This is the first of a three-part question on the basilisk plot in Harry Potter and the Chamber of Secrets.

Out of all the Harry Potter books, Chamber of Secrets is the most problematic for me as far as continuity and plot goes. I have issues with the whole basilisk plot. I have a set of three questions regarding Chamber of Secrets that I'm looking for CANON COMPLIANT explanations for. By "canon compliant", I mean within the spirit of canon, answers directly from the book(s), or quotes from J.K. Rowling.¹

  • In Chamber of Secrets the basilisk moves about the castle through the plumbing. However, if Hogwarts was built 1000+ years ago, that would precede indoor plumbing. How can this be explained, that the castle has original indoor plumbing? How could the Founders have anticipated this innovation?
  • The basilisk is described as very large: "as thick as an oak trunk" (CoS - page 318 - US Hardcover) and "able to grow up to fifty feet long" (FBAWTFT - page 3 - Scholastic) Would a snake this large be able to feasibly fit through standard-sized pipes used for indoor plumbing, even pipes sized to accommodate Hogwarts?
  • At the point indoor plumbing was installed in Hogwarts, how is it that the entrance to the Chamber of Secrets wasn't obvious and easily discovered by those installing the indoor plumbing?
  • How could sinks be installed above the entrance, complete with a faucet marked with a serpent, indicating the entrance, without anyone knowing the significance of the serpent on the faucet?

How could Hogwarts have feasibly accommodated a basilisk 800-1000+ years ago, presumably without indoor plumbing?

¹ I find the Harry Potter Wiki to be inconsistent and oftentimes incorrect. I am not looking for any answer(s) sourced from the HP Wiki unless Wiki itself backs that precise fact with explicit canon quote. Just an FYI.

Question Two - How Was the Legend of the Basilisk Established?

Question Three - How Did Tom Riddle Find Out About the Existence/Location of the Chamber of Secrets?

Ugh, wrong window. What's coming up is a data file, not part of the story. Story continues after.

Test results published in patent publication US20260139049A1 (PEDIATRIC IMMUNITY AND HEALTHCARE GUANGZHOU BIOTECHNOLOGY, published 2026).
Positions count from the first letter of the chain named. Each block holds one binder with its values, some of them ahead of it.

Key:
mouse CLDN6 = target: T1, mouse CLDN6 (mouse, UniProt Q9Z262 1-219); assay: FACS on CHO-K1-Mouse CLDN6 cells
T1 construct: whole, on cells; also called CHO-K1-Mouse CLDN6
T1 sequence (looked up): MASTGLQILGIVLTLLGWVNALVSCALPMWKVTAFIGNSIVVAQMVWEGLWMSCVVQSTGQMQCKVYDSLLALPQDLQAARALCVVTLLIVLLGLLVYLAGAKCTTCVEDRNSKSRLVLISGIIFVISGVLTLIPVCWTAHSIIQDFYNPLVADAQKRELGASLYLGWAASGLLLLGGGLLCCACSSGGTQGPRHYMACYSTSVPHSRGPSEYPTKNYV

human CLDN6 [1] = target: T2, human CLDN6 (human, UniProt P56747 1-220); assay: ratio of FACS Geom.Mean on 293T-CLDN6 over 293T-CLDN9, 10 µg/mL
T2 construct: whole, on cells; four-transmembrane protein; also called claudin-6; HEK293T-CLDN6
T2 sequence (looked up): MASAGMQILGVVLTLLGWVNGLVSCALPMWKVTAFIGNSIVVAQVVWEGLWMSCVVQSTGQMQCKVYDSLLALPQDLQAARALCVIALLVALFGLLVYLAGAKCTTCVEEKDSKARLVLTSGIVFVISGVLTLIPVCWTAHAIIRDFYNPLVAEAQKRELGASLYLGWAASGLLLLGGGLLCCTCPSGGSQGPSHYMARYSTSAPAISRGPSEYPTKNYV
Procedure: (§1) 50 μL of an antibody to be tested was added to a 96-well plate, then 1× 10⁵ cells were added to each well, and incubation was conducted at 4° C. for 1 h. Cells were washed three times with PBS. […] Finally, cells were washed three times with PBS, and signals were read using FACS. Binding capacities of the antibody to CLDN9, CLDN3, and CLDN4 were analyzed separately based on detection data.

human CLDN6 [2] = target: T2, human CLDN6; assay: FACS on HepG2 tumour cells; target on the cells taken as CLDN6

• 21
    Indoor plumbing has been around way longer than 1000 years.
    – jwodder
    Commented Mar 13, 2012 at 0:45
  • 2
    I don't believe there's any mention of the basilisk moving around the school prior to the first opening of the chamber of secrets, which was only about 50 years or so earlier (I'm still kinda sketchy on exact timelines).
    – morganpdx
    Commented Mar 13, 2012 at 0:48
  • Wait... Then according to the past two comments, DVK=JKR.. Anyways, DVK can't speak parse-HP-tongue i.e. quote HP without looking it up, can he? (no offense DVK) :P Commented Mar 14, 2012 at 1:40
  • 1
    @Manishearth - Only with a Google spell Commented Mar 14, 2012 at 3:25
  • @Manishearth -- Oh, trust me, I have to look things up all the time! Seriously. :) Commented Mar 14, 2012 at 7:36

5 Answers 5


The Chamber was NOT designed for indoor plumbing. If you recall, once they fell through the pipe, they were walking in the tunnel, with no pipes mentioned. The Chamber was not a "place where plumbing goes". It was more of a catacombs/hidden chambers, under the lake (presumably as per Ron's guess - "Under the lake, probably" was the exact quote), which was a part of architecture and castles since Well Before Hogwarts (e.g. Romans).

The plumbing was merely an easier way to get from the castle proper to the catacombs - and more likely than not, existed in some primitive form in original Hogwarts (e.g. a water spring for hand washing) even if not a bathroom.